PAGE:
33 Carpenters Construction, Inc. v. IMT Insurance Co.

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Justia Opinion Summary

The Supreme Court affirmed the decision of the district court granting summary judgment in favor of an insurer on the grounds that the plaintiff's contractual assignment was unenforceable, holding that a residential contractor acting as an unlicensed public adjuster cannot enforce its post-loss contractual assignment of insurance benefits against the homeowner's insurer.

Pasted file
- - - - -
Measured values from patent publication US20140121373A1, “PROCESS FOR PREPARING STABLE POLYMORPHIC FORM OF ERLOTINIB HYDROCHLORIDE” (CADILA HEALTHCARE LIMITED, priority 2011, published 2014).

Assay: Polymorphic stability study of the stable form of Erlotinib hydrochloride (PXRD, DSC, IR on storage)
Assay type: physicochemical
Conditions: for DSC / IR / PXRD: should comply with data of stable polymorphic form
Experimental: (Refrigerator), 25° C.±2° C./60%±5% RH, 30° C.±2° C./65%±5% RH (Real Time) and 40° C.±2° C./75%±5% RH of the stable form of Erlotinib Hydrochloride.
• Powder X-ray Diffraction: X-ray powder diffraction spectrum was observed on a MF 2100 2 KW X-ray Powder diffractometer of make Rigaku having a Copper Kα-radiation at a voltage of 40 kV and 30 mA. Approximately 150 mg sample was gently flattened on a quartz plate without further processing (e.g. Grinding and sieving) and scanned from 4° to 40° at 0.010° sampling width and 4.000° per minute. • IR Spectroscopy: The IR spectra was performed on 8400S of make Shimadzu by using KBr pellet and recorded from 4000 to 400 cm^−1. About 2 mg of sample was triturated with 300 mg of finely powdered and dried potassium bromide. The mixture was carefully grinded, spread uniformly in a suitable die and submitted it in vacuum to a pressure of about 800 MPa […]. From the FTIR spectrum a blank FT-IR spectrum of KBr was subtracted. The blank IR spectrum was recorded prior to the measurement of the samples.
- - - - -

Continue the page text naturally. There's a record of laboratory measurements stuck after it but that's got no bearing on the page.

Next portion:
The contractor in this case represented homeowners as an assignee of their insurance claim for storm damage to their home. The district court concluded that the contractor's contractual assignment was invalid because the contractor acted as an unlicensed public adjuster. The Supreme Court affirmed, holding that the district court did not err in ruling that the contractor acted as an unlicensed public adjuster and that the assignment contract was void and unenforceable under Iowa Code 103A.71(5).